People are complicated. I know, that’s like saying, “Hey, fire is hot!” but when it comes to characterization, this needs to be said. Our tendency as authors is to stick imaginary people into tiny two-dimensional categories, forgetting that no human being fits into tiny two-dimensional categories.
One of the things that makes humans so confounded complicated is we are not logical.
You get better at any skill through practice, and creative writing prompts are a great way to practice writing.
At the end of every article on The Write Practice, we include a writing prompt so you can put what you just learned to use immediately. And we invite you to share your writing with our community so you can get feedback on your work.
The Write Practice is more than just a writing blog. It’s a writing workbook, and we think it’s the best one on the Internet (of course, we’re a bit biased).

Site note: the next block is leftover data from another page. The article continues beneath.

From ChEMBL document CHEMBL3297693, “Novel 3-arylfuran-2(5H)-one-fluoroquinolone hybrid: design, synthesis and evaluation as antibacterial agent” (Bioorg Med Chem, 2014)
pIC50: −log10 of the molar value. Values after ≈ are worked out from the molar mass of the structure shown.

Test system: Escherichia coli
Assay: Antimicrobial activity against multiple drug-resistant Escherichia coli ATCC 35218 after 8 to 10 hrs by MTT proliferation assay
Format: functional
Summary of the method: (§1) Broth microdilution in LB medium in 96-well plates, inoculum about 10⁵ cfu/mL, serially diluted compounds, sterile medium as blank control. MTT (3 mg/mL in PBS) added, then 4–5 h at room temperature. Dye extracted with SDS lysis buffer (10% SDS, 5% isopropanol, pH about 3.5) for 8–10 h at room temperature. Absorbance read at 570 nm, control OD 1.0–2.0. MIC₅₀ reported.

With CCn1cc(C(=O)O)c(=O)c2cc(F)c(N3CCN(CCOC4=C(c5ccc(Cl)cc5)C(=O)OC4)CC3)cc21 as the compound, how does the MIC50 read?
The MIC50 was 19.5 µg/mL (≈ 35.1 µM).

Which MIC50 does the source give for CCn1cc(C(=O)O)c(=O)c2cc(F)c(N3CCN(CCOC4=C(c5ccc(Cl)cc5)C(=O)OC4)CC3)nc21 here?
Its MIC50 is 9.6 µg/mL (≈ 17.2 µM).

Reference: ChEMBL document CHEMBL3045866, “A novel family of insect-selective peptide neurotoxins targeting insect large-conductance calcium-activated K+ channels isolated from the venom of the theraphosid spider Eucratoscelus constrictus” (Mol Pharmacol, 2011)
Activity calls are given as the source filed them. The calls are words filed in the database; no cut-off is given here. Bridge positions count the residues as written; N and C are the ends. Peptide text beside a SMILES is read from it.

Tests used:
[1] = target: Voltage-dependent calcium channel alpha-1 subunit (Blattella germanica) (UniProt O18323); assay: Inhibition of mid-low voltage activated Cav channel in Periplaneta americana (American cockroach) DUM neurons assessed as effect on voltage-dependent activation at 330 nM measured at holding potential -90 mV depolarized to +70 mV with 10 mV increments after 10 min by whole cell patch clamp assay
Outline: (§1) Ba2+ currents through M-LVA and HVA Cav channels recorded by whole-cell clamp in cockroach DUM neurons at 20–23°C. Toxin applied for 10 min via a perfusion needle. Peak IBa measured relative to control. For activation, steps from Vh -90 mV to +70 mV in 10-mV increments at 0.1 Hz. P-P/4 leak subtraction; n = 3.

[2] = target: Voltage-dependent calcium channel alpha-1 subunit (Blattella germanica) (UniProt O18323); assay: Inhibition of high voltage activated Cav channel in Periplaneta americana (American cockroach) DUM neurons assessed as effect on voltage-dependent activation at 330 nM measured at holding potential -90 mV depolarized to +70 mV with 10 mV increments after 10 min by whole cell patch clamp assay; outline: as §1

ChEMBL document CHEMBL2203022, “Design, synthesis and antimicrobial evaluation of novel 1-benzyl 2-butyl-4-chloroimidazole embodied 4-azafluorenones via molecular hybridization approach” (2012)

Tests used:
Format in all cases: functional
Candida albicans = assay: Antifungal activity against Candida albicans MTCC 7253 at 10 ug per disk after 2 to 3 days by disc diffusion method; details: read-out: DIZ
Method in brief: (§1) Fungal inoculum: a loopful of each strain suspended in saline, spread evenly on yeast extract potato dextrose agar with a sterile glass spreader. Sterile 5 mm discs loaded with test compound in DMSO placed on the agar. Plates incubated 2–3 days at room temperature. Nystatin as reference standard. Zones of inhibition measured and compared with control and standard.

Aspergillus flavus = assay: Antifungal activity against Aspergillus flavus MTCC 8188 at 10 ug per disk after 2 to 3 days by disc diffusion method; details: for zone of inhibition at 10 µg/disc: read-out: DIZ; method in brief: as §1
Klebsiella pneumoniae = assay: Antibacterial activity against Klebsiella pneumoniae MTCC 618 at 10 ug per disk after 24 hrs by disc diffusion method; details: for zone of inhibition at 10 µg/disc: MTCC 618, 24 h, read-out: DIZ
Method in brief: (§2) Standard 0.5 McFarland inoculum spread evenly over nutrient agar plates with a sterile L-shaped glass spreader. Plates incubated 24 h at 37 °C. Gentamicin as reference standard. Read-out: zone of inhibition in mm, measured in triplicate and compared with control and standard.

Sometimes the best stories come to us when we are challenged to leave our comfort zone and write something we wouldn’t usually try. In that spirit, to give our writing a boost, let’s make a game out of using a writing prompt.
Do you borrow phrases and concepts from other works in your own? If yes, then you’re using intertextuality, perhaps even without knowing it. Though it sounds intimidating at first, it’s quite a simple concept really:
Intertextuality denotes the way in which texts (any text, not just literature) gain meaning through their referencing or evocation of other texts.